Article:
Drinking Water Notifications
When repairing our water system, City crews follow standard operating procedures and safety protocols. In locations where there has been some major flooding due to a water break, a standard procedure may include depressurizing the line by turning the water off before completing the repair. Industry best practices recommends that the water from these sites be boiled until laboratory testing confirms the safety of the water.
In these situations, impacted residents will receive a Drinking Water Notification (DWN) before we turn the water back on, to advise of this boil water requirement. The notification is delivered to each impacted home. If no one is home, the notification is left hanging on the front door knob.
The drinking water notification is usually lifted in about two days once test sample results are received, confirming there is no contamination and that water can be consumed without boiling. The Drinking Water Notification Ended is then delivered to each impacted home. If no one is home, the notification is left hanging on the front door knob.
Until the City has confirmed the water is safe to drink we advise that you boil water for any activity where water may be ingested, including:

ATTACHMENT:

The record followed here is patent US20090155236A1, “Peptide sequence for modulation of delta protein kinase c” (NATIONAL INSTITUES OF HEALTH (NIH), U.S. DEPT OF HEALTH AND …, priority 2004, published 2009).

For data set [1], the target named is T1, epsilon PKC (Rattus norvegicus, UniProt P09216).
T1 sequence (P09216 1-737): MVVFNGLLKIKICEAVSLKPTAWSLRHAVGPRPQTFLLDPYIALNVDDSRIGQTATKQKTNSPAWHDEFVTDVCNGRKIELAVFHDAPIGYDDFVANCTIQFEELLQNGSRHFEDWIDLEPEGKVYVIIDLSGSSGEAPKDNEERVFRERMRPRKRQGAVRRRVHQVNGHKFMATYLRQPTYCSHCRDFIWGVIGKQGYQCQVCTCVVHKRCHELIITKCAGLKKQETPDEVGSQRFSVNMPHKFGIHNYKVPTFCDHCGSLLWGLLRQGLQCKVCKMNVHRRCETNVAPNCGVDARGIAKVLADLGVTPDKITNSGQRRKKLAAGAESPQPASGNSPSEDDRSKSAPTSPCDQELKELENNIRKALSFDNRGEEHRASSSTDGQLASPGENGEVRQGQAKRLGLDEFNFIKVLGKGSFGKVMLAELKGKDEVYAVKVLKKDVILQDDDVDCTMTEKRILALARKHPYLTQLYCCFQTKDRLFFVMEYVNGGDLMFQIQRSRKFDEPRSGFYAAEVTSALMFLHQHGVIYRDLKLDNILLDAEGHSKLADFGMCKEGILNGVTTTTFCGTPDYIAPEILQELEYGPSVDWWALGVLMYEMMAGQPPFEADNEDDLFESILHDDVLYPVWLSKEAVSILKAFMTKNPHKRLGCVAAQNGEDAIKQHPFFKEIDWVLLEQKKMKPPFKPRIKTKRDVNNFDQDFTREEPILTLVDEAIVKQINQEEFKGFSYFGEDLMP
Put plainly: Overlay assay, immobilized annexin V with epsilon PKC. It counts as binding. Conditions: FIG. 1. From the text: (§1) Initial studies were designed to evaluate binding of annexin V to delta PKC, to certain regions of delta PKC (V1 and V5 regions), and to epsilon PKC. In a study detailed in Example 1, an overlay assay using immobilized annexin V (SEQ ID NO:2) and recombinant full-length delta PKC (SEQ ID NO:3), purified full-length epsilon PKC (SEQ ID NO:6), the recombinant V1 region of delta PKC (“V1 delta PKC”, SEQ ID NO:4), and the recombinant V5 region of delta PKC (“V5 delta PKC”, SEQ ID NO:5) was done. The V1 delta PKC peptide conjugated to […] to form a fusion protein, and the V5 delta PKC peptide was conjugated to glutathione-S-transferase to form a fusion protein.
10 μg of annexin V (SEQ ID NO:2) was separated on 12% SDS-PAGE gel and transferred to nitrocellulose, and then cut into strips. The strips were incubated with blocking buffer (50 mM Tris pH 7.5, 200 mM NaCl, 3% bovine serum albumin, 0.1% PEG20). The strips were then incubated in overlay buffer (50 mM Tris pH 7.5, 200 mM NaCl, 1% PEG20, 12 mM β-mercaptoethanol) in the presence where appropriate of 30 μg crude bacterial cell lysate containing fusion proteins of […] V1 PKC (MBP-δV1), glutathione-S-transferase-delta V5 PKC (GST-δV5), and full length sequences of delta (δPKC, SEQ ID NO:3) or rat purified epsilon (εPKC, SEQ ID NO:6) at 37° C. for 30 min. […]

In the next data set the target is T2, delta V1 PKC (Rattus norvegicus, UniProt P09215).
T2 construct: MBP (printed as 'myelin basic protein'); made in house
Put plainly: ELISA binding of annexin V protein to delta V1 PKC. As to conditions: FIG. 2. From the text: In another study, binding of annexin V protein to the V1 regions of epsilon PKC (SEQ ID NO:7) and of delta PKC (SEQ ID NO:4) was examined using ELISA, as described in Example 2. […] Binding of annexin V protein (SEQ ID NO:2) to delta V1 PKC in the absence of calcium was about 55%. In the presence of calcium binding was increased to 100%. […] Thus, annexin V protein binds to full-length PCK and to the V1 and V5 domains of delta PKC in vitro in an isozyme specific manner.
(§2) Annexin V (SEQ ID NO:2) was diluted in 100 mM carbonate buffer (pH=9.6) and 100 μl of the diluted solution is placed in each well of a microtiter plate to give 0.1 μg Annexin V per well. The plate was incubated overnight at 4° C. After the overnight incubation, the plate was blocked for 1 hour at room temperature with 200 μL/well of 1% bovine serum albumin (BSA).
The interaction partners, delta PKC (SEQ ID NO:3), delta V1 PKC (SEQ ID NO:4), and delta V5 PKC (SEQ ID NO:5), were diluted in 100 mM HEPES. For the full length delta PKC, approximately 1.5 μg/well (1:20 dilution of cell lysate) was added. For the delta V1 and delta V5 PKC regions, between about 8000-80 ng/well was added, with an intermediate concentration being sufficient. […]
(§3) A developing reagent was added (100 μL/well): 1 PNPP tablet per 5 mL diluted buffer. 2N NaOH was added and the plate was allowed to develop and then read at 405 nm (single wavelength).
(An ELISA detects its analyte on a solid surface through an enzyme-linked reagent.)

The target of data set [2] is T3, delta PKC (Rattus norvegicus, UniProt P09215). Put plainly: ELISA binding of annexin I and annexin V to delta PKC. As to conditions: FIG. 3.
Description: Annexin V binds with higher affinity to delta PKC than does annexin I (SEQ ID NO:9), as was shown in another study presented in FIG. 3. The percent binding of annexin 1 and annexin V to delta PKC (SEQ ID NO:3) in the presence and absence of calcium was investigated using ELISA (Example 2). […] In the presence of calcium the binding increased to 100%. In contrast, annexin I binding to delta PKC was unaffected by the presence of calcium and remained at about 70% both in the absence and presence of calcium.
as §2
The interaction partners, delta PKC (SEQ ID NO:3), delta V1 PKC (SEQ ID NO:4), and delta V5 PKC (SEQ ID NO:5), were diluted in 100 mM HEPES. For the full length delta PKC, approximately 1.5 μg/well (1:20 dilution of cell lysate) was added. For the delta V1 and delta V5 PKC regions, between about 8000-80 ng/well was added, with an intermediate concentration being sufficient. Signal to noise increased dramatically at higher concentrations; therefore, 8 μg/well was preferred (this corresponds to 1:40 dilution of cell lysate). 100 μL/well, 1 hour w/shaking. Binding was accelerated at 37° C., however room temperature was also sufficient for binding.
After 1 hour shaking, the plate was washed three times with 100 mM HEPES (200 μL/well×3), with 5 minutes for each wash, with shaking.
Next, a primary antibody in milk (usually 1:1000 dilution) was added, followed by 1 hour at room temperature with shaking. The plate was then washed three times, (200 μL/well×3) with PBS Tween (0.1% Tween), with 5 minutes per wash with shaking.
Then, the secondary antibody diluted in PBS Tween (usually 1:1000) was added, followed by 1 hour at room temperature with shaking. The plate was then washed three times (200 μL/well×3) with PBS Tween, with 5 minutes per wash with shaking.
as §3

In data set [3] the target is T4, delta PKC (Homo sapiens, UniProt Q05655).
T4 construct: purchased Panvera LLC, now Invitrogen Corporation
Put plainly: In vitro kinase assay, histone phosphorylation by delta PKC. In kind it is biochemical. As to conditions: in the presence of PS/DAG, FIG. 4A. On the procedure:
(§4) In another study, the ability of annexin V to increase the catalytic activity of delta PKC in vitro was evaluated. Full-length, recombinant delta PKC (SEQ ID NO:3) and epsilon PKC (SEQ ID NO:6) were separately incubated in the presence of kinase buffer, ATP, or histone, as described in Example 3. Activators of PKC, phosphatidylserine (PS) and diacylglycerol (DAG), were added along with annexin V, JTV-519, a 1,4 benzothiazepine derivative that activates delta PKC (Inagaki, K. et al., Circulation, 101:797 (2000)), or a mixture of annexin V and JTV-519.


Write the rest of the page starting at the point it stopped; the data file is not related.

- Drinking, making ice
- Brushing teeth or soaking false teeth
- Washing fruits and vegetables
- Preparing food or drink which will not be subsequently heated, washing fruits or vegetables
- Do not drink water from public drinking fountains in this area.
- While bathing, avoid swallowing the water. Younger children and infants should be sponge bathed.
- Consult your physician if you have severe cuts or rashes before using the water.
- Regular tap water can be used for washing clothes.
- If you do not wish to boil your water, use an alternate water supply known to be safe (i.e. bottled water).
How to boil
- Bring water to a rolling boil
- Continue to boil for at least 1 full minute.
- Let water cool before using.
Contact us if you have questions about the notification and repairs taking place. For health-related questions, contact the Saskatchewan Health Authority (SHA).
Questions & Answers
I have a filter. Can’t I just use that to clean my water?
While filtered water systems are effective in filtering some impurities, they do not disinfect the water of bacteria
Why are we issuing these notifications?
The City works closely with agencies such as the Water Security Agency and SHA to review and adopt best practices to ensure that public health and safety is protected. Clean, safe drinking water is our priority. These Drinking Water Notifications are an added layer of protection to help ensure we meet that goal.
How many water main breaks do we anticipate will require a notification?
Based on the historic trend, we anticipate that less than 10 per cent of all water main breaks will require a Drinking Water Notification.
How many residents will this affect?
It varies. A Drinking Water Notification will only be issued for a water main break where pressurization is lost and due to the severity there is an increased risk of exposure to contaminants. In these instances, the DWN will typically be restricted to both sides of one block.
Is there an increased risk to residents?
No, we have always followed industry standard protocols, which includes sampling, and there has never been an incident of a water borne illness as a result of a repair to our water system.